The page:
m3architecture celebrates 25 year milestone

2022 marks 25 years of practice for m3architecture, a milestone we celebrated at a party with our highly valued clients, collaborators, friends and family. From our humble beginnings on carports and deck extensions, to nationally awarded projects of all scales and purposes, we remain passionate about working with clients to make meaningful architecture – driven, as Michael Banney so eloquently expressed on the night, ‘by wonder and wondering; and an addiction to architecture, motivated by the search for surprise and the delivery of its promise.’ Read the full speech below.

The image above contains the names of all our clients over the last 25 years and we thank every one of them, along with the many people that have worked within and alongside our practice, for their integral part in our evolution and success over the last quarter century. To quote Michael Banney again, ‘without you, we would have done nothing.’

We remain in a state of wonder, and with two new directors in Elan Barr and Jonathan Goh, along with all our talented team members, the future looks bright.

Images: Jaqueline Bawtree


Michael Banney’s speech / 15 October 2022

When we agreed that each of us would make a short speech, I immediately wondered what I might say. And when nothing came to me, I thought I’d just let it tick away in the back of my mind and something would surely come. But then when nothing did, I thought I’d better think about it consciously. And that just created more questions than answers.

So after a few more cycles of this, doubt began to creep in and I began to wonder other things – how will the right thing occur to me, when will the right thing occur to me, will the right thing occur to me before tonight?

And then I had to get back to work and my mind seamlessly drifted back to the project at hand to the same state of wondering – an almost meditative blankness with a warm periphery.

And it occurred to me that being in a state of wondering with a looming deadline is what I do for a living.

In fact, if we had wondering as a phase in our time sheets it would be my single greatest entry – even at a conservative ratio of 80/20, across 25 years of practice, that’s 20 years of wondering what to do.

For helping us answer some of our own wondering, we are eternally grateful to Emeritus Professor Leon van Schaik who unfortunately can’t be here tonight, who invited our practice into RMIT’s Masters and Doctorate reflective practice programs.  Through Leon we discovered the term STS (specificity that surprises).  Though it’s a term originating in other fields of the arts, it has served as an encapsulation of what we do.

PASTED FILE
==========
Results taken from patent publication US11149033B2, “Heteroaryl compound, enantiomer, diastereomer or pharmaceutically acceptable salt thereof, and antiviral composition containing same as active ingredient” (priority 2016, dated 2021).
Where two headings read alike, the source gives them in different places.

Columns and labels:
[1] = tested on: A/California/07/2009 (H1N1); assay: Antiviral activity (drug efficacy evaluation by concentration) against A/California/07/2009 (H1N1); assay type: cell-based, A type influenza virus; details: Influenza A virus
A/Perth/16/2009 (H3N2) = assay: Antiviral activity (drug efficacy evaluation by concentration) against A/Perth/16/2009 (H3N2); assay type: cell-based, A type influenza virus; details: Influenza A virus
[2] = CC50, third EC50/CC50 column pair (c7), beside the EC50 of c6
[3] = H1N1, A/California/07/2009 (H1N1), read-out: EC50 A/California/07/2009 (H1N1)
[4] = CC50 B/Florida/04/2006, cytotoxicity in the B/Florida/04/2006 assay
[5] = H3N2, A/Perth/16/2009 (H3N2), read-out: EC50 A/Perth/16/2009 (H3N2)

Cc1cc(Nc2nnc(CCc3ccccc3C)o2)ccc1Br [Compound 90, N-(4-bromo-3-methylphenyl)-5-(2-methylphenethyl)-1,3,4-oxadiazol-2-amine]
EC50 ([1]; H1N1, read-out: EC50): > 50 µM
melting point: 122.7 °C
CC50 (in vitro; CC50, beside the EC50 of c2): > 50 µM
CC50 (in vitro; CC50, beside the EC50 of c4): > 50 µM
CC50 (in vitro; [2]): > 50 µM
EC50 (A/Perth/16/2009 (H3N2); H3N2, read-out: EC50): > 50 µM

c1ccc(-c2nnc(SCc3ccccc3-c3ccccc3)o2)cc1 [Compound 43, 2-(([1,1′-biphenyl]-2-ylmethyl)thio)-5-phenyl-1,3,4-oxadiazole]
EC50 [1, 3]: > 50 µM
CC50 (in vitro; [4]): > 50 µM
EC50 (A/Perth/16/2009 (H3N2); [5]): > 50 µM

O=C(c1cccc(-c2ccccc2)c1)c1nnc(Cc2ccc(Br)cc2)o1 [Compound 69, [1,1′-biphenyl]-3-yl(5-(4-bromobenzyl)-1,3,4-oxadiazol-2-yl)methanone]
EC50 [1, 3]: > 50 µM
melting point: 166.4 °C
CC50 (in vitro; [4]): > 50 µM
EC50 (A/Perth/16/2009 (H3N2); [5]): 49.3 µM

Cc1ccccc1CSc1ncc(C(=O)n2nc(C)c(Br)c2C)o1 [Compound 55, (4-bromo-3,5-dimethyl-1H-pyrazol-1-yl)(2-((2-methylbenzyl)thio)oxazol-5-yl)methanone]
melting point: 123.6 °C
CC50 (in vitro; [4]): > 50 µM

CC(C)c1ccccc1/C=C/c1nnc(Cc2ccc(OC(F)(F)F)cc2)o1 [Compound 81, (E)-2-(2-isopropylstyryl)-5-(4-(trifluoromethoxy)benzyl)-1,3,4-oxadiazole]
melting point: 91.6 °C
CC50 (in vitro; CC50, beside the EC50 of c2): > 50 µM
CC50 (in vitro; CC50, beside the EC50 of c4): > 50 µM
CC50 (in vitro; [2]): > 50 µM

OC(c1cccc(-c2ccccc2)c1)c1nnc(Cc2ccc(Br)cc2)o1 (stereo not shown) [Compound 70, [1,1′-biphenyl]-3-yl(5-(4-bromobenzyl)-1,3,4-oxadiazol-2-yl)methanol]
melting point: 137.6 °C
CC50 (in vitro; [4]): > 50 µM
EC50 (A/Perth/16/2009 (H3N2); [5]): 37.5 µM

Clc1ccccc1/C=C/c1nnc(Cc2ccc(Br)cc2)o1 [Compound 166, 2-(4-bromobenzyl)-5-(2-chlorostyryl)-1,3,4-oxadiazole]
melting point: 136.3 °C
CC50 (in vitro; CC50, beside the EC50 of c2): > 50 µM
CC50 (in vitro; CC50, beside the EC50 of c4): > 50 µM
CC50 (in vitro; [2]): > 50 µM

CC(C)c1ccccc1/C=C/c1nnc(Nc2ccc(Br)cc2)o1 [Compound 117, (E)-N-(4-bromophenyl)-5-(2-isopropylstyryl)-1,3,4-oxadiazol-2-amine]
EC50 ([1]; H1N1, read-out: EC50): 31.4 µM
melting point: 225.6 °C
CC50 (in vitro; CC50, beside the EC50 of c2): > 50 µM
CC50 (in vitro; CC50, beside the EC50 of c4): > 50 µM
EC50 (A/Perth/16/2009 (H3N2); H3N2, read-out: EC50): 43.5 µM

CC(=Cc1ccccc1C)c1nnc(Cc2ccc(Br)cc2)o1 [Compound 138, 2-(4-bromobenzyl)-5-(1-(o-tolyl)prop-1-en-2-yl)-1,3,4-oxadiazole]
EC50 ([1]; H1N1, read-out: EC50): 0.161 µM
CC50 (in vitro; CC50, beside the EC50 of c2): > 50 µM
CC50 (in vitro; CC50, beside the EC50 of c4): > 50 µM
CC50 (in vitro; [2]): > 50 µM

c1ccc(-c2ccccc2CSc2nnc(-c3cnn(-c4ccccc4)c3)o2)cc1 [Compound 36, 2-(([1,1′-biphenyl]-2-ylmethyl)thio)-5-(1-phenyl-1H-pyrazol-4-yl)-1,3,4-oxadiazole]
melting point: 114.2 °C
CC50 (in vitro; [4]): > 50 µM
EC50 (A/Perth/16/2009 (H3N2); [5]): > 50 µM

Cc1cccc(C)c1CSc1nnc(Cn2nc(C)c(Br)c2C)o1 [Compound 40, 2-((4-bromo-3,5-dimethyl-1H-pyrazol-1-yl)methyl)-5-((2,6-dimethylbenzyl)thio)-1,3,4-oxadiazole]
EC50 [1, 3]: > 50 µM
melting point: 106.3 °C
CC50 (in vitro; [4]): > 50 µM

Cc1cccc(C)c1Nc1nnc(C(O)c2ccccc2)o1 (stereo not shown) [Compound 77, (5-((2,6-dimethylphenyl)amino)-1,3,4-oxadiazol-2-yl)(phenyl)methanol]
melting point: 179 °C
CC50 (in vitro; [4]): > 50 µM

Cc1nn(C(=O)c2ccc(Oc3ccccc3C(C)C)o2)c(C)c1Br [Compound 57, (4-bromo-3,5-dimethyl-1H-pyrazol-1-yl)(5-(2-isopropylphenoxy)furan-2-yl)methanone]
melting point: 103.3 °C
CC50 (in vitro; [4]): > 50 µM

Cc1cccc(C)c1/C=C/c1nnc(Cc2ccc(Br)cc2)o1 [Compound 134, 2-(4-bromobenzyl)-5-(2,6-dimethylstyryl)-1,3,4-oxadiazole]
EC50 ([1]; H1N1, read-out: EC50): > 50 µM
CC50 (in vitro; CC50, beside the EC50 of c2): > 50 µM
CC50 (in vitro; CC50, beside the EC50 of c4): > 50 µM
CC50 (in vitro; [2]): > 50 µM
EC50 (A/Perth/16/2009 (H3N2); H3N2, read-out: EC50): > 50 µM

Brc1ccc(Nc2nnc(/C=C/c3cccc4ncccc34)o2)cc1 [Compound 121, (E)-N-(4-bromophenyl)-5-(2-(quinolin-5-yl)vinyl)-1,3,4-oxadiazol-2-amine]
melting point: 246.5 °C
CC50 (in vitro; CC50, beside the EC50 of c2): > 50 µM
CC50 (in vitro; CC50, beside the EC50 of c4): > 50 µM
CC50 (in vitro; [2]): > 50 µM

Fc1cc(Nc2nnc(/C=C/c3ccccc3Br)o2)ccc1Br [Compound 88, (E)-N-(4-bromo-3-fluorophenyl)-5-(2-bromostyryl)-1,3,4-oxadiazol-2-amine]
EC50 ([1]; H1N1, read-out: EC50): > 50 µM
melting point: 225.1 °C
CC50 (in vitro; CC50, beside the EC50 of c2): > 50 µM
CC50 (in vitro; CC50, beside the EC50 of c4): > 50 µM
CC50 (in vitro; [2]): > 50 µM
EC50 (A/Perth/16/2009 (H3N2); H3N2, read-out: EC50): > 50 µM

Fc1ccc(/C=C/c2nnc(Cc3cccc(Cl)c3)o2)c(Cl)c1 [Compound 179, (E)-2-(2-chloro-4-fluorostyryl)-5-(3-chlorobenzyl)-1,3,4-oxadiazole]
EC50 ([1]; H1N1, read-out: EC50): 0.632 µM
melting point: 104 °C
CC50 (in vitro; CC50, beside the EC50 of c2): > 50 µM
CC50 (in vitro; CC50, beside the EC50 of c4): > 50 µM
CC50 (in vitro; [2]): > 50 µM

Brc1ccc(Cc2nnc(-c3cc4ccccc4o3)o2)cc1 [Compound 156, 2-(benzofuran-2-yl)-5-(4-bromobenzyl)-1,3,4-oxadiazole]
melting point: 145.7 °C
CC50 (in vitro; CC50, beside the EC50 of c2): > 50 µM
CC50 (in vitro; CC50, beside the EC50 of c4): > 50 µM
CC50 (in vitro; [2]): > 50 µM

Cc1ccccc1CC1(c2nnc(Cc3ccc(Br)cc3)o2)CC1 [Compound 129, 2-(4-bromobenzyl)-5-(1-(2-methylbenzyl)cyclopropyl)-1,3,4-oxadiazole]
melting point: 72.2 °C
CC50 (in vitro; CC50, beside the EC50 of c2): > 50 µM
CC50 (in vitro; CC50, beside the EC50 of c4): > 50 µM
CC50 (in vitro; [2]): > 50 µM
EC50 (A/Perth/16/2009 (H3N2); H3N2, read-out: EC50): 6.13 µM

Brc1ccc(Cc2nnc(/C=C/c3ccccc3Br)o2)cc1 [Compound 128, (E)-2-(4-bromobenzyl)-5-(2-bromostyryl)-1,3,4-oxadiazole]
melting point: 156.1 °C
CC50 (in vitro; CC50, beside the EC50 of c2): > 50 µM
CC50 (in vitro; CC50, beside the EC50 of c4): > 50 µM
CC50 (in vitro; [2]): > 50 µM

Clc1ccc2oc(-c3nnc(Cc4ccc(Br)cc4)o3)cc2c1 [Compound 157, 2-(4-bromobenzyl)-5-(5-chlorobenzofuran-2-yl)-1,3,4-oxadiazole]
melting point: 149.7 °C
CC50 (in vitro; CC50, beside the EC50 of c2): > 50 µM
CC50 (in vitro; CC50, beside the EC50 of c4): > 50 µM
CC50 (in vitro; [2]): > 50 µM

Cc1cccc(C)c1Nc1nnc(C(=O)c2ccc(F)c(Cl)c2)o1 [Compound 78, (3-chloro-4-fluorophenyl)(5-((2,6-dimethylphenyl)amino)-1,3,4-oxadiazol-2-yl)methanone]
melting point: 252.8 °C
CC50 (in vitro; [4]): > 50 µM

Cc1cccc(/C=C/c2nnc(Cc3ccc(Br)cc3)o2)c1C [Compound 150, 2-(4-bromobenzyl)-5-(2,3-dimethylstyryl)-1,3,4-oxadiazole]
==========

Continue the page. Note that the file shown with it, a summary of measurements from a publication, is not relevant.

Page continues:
For us, this so-called specificity is something so contingent to our client as to be none other – and perhaps even more importantly, the kind of specificity that yields wonderful surprise.  To do this requires us to return to a state of not knowing before we start each new project, so we can wonder anew, and this has become part of the m3 DNA.

Over 25 years this has evolved a certain practice culture – the past and present people of m3 – with minds capable of being held in a sustained state of wondering with a healthy mix of anxiety, fear, excitement and job dependency but moreover, an addiction to architecture – motivated day in day out in search of surprise and delivery of its promise.

I suspect the ratio is actually more like 95/5 which would be closer to 24 years

25 years of wondering, of taking in all that a project is trying to be, making sense of it, coming up with an idea, debunking that idea, being utterly perplexed, realising another idea, the goal posts shifting, reassessing, across time scales of hours, days, weeks months and sometimes years, to the point where an idea emerges, and at that point our mood shifts from the beautiful fog of wondering to the warm glow of wonder.

Needless to say, all of this wondering is preoccupied with one thing – our clients.  And I would say our clients are a particular breed who choose:

  • to be idiosyncratic in an increasingly conservative world;
  • to take calculated risks amidst risk aversion;
  • to embrace the meandering path to surprise in a marketplace obsessed with guarantees; and,
  • to understand architecture as building culture and joy in cities weighed down by bricks and mortar.

So to our exemplary clients, this party is for you – without you, we would have done nothing.

And it is also for my wife – without whose support I would have done more than nothing but certainly much less than I have, and for whom this party is merely pre’s for her birthday that starts at midnight.